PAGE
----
“The cost of schedule delays continues to be potentially one of the largest cost drivers that could increase project costs,” said William Jacobs, a nuclear engineer hired by the Georgia Public Service Commission to monitor the $14 billion-plus construction program on behalf of utility rate-payers and the public.
In particular, he said, the contractor consortium “has not demonstrated the ability to fabricate high-quality CA20 submodules at its Lake Charles, La., facility that meet the design requirements at a rate necessary to support the project schedule.”
The 700-ton CA20 module, assembled from 72 “submodules” built in Lake Charles and shipped to Burke County, is among the largest components of the Westinghouse AP1000 reactors.
Jacobs said both the CA20 module and the CA01 module that forms the refueling canal and steam generator compartments “remain significantly behind schedule.”
Some of the submodules will require rework at the Vogtle site, he said, and others are being released from Lake Charles only after a detailed inspection.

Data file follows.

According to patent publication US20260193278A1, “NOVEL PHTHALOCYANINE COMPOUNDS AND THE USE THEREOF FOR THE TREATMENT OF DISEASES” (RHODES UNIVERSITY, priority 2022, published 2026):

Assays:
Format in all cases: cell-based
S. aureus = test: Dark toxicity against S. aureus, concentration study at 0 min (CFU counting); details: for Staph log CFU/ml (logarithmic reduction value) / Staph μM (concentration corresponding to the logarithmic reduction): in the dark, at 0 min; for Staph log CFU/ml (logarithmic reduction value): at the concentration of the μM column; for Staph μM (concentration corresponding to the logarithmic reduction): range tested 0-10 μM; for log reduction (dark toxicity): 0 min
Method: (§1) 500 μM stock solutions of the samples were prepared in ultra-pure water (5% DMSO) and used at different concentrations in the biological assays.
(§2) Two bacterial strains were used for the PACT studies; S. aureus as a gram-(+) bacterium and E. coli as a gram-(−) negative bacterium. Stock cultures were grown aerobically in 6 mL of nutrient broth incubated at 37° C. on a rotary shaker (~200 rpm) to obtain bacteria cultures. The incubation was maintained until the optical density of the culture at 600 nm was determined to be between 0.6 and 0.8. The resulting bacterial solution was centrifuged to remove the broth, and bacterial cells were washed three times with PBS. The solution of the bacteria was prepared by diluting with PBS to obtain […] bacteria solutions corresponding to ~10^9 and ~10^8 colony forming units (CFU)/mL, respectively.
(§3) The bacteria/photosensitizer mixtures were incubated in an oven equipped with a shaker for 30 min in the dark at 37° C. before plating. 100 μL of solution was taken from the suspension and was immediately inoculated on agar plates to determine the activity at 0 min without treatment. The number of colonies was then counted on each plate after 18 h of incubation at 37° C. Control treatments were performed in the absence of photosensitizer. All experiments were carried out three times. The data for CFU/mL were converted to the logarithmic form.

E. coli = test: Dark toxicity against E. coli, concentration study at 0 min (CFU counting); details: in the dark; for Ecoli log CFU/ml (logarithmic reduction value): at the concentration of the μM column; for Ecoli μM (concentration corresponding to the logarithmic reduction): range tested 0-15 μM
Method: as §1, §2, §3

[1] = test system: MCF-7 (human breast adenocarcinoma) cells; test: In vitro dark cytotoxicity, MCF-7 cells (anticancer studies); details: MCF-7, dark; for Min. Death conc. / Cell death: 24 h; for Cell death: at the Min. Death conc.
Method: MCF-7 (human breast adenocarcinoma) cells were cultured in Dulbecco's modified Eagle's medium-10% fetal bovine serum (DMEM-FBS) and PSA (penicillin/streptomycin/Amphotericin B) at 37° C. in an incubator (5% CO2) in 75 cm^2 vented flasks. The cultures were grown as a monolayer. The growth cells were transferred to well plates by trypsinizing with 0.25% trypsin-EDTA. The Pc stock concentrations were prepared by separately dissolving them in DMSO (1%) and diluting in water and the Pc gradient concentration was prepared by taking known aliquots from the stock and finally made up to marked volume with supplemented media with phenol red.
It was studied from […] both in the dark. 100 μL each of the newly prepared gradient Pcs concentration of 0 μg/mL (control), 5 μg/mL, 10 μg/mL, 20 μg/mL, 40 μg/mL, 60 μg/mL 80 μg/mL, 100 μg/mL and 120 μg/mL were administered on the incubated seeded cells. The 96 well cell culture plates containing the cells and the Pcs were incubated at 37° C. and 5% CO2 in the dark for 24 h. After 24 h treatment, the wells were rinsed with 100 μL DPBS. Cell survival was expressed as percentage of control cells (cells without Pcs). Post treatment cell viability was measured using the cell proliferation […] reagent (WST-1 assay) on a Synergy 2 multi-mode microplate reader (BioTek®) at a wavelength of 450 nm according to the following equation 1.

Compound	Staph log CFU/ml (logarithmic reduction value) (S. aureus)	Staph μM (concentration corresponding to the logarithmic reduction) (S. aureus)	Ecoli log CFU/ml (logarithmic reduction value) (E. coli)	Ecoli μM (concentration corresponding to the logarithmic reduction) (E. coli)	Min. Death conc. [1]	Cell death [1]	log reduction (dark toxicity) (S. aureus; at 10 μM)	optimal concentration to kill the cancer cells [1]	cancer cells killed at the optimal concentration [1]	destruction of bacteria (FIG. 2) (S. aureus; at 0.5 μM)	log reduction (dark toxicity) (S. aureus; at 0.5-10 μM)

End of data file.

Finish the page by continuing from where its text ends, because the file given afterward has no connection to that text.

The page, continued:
“At this time, we are not able to conclude that the schedule is reasonable and achievable until the consortium has demonstrated the ability to fabricate and assemble the CA20 module,” Jacobs said.
The two new reactors were first scheduled to go online in 2016 and 2017, but the startup dates have been extended to the fourth quarters of 2017 and 2018.
Jacobs said many activities on the project involve first-of-its-kind technology that will challenge the current schedule.
Further delays, he warned, could “result in increased direct construction costs and additional financing costs which could be several hundred million dollars.”
He added, however, that significant management changes have occurred, with both Westinghouse Electric Corp. and contractor Chicago Bridge & Iron.
“These changes are clearly positive for the project,” Jacobs said. “Whether the new management team can successfully maintain the current schedule given the challenges that lie ahead remains to be seen.”